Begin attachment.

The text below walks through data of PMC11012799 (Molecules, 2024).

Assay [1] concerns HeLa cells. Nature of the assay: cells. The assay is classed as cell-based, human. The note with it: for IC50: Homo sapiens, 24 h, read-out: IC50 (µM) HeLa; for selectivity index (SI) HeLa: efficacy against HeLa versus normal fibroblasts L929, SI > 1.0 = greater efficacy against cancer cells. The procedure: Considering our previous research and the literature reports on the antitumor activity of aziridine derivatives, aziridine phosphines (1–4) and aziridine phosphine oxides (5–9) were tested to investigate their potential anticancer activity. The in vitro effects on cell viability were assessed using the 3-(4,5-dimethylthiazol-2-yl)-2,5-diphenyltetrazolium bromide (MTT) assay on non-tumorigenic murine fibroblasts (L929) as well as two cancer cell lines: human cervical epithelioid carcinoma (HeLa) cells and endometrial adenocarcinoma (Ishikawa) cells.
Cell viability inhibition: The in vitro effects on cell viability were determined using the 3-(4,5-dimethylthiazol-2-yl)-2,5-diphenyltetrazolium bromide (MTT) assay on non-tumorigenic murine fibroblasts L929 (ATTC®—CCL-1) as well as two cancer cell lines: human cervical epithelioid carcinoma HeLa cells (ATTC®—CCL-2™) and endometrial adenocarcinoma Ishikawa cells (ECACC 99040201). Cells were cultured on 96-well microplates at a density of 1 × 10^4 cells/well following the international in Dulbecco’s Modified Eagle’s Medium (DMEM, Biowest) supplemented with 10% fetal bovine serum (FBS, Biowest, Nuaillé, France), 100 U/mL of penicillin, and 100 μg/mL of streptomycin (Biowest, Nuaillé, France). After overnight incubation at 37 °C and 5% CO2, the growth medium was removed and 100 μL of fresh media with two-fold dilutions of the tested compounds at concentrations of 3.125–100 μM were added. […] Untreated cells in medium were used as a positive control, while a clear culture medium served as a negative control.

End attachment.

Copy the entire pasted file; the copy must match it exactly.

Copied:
The text below walks through data of PMC11012799 (Molecules, 2024).

Assay [1] concerns HeLa cells. Nature of the assay: cells. The assay is classed as cell-based, human. The note with it: for IC50: Homo sapiens, 24 h, read-out: IC50 (µM) HeLa; for selectivity index (SI) HeLa: efficacy against HeLa versus normal fibroblasts L929, SI > 1.0 = greater efficacy against cancer cells. The procedure: Considering our previous research and the literature reports on the antitumor activity of aziridine derivatives, aziridine phosphines (1–4) and aziridine phosphine oxides (5–9) were tested to investigate their potential anticancer activity. The in vitro effects on cell viability were assessed using the 3-(4,5-dimethylthiazol-2-yl)-2,5-diphenyltetrazolium bromide (MTT) assay on non-tumorigenic murine fibroblasts (L929) as well as two cancer cell lines: human cervical epithelioid carcinoma (HeLa) cells and endometrial adenocarcinoma (Ishikawa) cells.
Cell viability inhibition: The in vitro effects on cell viability were determined using the 3-(4,5-dimethylthiazol-2-yl)-2,5-diphenyltetrazolium bromide (MTT) assay on non-tumorigenic murine fibroblasts L929 (ATTC®—CCL-1) as well as two cancer cell lines: human cervical epithelioid carcinoma HeLa cells (ATTC®—CCL-2™) and endometrial adenocarcinoma Ishikawa cells (ECACC 99040201). Cells were cultured on 96-well microplates at a density of 1 × 10^4 cells/well following the international in Dulbecco’s Modified Eagle’s Medium (DMEM, Biowest) supplemented with 10% fetal bovine serum (FBS, Biowest, Nuaillé, France), 100 U/mL of penicillin, and 100 μg/mL of streptomycin (Biowest, Nuaillé, France). After overnight incubation at 37 °C and 5% CO2, the growth medium was removed and 100 μL of fresh media with two-fold dilutions of the tested compounds at concentrations of 3.125–100 μM were added. […] Untreated cells in medium were used as a positive control, while a clear culture medium served as a negative control.